The bluegrass band Old & In the Way released a version of the song on their 1975 debut album.

The song was prominently covered by British dream-pop group The Sundays, for the B-side of their 1992 single "Goodbye"; this version was featured in the 1996 thriller film Fear, the CSI episode "Crash and Burn", the Buffy the Vampire Slayer episode "The Prom", and was released on the Buffy the Vampire Slayer: The Album compilation. The Sundays' cover was also used in a television advertisement for Budweiser beer in the mid-1990s, featuring slow-motion footage of galloping Clydesdale horses.

Otis Clay recorded the song for the 1997 tribute album Paint It Blue: Songs of the Rolling Stones.

A cover version by Neil McCarthy and Ivo Matos appeared on the 2011 album Paint It Black An Alt Country Tribute To The Rolling Stones.[11]

In 2009 Susan Boyle recorded a version as the opening track of her I Dreamed a Dream album, her version reached number 9 in the UK that spring,[12] and number 11 in Ireland during the fall.

Country/Americana singers Buddy Miller and Shawn Colvin recorded the song for his 2016 album "Cayamo: Sessions at Sea".

Live performances[edit]

It has proven to be a popular live cover song for other artists, it has been covered by Susan Boyle, Grace Potter and the Nocturnals,[13] The Black Crowes, Deborah Harry, The Avett Brothers,[14] Garbage, Elvis Costello with Lucinda Williams, Neil Young, Gary Stewart, Old & In the Way, Leon Russell, Guns N' Roses, Johnny Goudie, Gregory Isaacs, Bush, Labelle, Robin Williamson, Jewel, Dave Matthews, Indigo Girls, Charlotte Martin, Kelly Clarkson, Chantal Kreviazuk, Molly Hatchet, Alicia Keys featuring Adam Levine, Tre Lux, Flowing Tears, Iron & Wine, Stone Sour, Honeytribe, Sheryl Crow, Deacon Blue, Elisa, Melanie Safka, Karen Pernick, John Barrowman, The Sundays, BlackHawk, The Lovemongers with Chris Cornell, Corey Taylor, Richard Marx with Jessica Andrews, Robert Francis, The Flying Burrito Brothers and Solveig Slettahjell. In 2007, Carolina Crown Drum and Bugle Corps used the song for their field show, "Triple Crown", and Daniel Letterle sang it in the film Camp. Dave Matthews performed a live duet of the song with Jagger, backed by the Rolling Stones, on 12 December 1997 in St. Louis, Missouri (released officially on the Bridges to Babylon Tour live DVD). Aly Michalka covered the song in a Hellcats episode. Willie Nelson and the Nelson Family covered the song and issued a video to help the Animal Welfare Institute campaign to protect wild horses in America.[15]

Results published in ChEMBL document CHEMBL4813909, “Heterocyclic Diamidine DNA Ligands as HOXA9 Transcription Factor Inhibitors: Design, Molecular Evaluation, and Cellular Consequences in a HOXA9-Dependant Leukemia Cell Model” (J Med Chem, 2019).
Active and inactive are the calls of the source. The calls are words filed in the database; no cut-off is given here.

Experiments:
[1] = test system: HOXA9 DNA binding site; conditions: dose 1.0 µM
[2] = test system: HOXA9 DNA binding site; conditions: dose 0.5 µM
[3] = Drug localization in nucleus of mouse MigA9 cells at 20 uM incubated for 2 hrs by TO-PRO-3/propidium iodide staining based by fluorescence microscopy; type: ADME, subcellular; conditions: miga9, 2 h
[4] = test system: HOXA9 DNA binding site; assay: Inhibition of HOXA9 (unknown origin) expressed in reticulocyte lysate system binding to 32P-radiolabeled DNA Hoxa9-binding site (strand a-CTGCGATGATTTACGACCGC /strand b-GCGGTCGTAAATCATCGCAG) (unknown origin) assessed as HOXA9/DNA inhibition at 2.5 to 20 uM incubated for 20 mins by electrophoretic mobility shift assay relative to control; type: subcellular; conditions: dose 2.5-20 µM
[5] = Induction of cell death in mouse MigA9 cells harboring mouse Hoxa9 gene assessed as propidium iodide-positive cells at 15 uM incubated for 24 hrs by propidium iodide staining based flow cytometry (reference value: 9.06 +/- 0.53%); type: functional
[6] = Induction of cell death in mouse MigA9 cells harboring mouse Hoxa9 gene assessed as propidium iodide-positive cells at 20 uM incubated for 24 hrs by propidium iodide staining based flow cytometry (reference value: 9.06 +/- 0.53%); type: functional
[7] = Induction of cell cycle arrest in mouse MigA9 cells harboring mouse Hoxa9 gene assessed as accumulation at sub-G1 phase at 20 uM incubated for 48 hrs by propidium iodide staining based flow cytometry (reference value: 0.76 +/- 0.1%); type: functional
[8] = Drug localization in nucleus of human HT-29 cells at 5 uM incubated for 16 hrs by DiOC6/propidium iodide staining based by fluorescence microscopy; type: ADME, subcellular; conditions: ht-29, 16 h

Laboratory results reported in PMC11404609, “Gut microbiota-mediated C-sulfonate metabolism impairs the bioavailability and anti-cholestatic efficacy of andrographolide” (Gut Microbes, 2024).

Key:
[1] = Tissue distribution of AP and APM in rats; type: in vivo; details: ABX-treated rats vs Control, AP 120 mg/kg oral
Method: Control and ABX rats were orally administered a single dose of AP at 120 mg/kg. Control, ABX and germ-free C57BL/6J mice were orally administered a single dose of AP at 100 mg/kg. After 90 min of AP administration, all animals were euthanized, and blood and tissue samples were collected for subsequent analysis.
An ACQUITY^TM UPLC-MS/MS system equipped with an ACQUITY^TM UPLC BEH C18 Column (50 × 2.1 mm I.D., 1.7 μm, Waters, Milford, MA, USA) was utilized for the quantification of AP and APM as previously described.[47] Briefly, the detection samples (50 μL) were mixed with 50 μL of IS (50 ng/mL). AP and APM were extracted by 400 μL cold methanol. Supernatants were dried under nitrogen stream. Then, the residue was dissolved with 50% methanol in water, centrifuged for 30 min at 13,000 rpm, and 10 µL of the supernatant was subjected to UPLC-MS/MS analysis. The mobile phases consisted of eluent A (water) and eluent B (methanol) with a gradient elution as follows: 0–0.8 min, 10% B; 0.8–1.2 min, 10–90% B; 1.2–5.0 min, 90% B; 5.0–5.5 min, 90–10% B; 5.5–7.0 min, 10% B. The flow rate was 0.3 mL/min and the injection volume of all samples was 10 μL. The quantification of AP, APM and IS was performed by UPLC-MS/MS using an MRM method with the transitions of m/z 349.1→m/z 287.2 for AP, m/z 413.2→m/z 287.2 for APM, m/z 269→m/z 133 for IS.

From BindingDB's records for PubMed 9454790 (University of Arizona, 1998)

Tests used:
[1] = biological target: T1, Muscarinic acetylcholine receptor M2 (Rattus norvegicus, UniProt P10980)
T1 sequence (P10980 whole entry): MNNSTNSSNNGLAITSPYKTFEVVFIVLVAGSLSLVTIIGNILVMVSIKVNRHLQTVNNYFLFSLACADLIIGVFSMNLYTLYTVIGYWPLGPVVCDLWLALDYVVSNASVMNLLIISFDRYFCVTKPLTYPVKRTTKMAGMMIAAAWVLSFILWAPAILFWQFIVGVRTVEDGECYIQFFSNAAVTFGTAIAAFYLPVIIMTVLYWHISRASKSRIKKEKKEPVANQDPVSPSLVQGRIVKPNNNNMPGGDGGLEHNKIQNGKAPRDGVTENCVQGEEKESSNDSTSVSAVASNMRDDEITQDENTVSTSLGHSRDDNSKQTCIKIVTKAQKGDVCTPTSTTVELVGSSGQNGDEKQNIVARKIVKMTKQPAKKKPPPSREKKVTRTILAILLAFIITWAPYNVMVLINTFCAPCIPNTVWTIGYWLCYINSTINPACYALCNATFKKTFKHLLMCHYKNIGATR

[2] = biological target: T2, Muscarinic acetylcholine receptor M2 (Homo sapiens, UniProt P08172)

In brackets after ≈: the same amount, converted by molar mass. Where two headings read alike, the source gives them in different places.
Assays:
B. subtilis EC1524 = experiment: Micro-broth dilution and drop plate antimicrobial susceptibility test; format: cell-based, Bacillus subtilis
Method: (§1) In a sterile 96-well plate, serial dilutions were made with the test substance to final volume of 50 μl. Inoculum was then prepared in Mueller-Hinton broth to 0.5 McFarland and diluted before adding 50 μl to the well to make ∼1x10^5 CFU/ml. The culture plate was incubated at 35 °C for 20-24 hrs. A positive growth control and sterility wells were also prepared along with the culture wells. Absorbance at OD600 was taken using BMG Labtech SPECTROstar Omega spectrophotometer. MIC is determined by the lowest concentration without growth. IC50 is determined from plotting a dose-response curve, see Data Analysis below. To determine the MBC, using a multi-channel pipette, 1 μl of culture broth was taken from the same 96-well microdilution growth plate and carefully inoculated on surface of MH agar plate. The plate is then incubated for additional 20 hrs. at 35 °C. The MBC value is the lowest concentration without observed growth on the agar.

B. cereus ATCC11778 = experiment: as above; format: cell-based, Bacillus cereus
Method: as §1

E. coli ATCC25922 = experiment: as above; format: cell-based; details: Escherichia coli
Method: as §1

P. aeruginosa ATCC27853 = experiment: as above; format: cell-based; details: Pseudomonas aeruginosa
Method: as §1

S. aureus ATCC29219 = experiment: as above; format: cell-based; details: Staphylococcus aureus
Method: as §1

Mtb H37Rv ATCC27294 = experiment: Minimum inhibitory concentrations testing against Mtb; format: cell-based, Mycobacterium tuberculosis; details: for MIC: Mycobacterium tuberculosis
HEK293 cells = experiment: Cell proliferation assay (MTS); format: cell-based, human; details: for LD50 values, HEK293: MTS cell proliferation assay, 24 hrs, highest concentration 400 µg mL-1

On the first season of the American version of The X Factor in 2011, contestant Josh Krajcik performed a rendition of the song solo while playing the piano as his fifth live performance.

Haley Reinhart sang a version with Slash and Myles Kennedy at the 18th Annual Power of Love Gala for Muhammad Ali.

Cui Jian performed this song with the Rolling Stones during A Bigger Bang Tour in Shanghai, 2006.

The song was performed on the American television series The Voice by Sarah Simmons in 2013 and Bria Kelly in 2014.

Miley Cyrus covered this song during her Bangerz Tour in Europe in 2014.

Florence Welch performed this song with the Rolling Stones during the No Filter Tour in London in 2018.


  1. ^ Dowley, Tim (1983). The Rolling Stones. Hippocrene Books. p. 84. ISBN 978-0-85936-234-4. 'Dead Flowers' and 'Wild Horses' have them playing a kind of country rock.
  2. ^ "Wild Horses". Time Is On Our Side. Retrieved 25 October 2009.
  3. ^ Wyman 2002. p. 482.
  4. ^ "Wild Horses - The Rolling Stones 1995". YouTube. 6 January 2014. Retrieved 10 January 2016.
  5. ^ Odell, Michael (29 April 2007). "This much I know: Jerry Hall, actor and model, 50, London". The Observer. Retrieved 19 September 2009.
  6. ^ "Top RPM Singles: Issue 5351." RPM. Library and Archives Canada. Retrieved 17 June 2016.
  7. ^ "The Rolling Stones Chart History (Hot 100)". Billboard. Retrieved 17 June 2016.
  8. ^ "Top RPM Singles: Issue 2933." RPM. Library and Archives Canada. Retrieved 17 June 2016.
  9. ^ "Swedishcharts.com – The Rolling Stones – Wild Horses". Singles Top 100. Retrieved 17 June 2016.
  10. ^ Einarson, John (2001). Desperados: The Roots of Country Rock. Rowman & Littlefield. pp. 166, 179. ISBN 9780815410652.
  11. ^ "Review: Various Artists, 'Paint It Black: An Alt Country Tribute To The Rolling Stones' » Cover Me". Covermesongs.com. 20 June 2014. Retrieved 10 January 2016.
  12. ^ "Susan Boyle | full Official Chart History". Official Charts.
  13. ^ "Grace Potter live - Wild Horses (The Rolling Stones cover) - at Fabrik in Hamburg 2013-03-05". YouTube. Retrieved 10 January 2016.
  14. ^ "Rolling Stones-Wild Horses". YouTube. 16 March 2009. Retrieved 10 January 2016.
  15. ^ "Willie & The Nelson Family | Animal Welfare Institute". Awionline.org. Retrieved 10 January 2016.

External links[edit]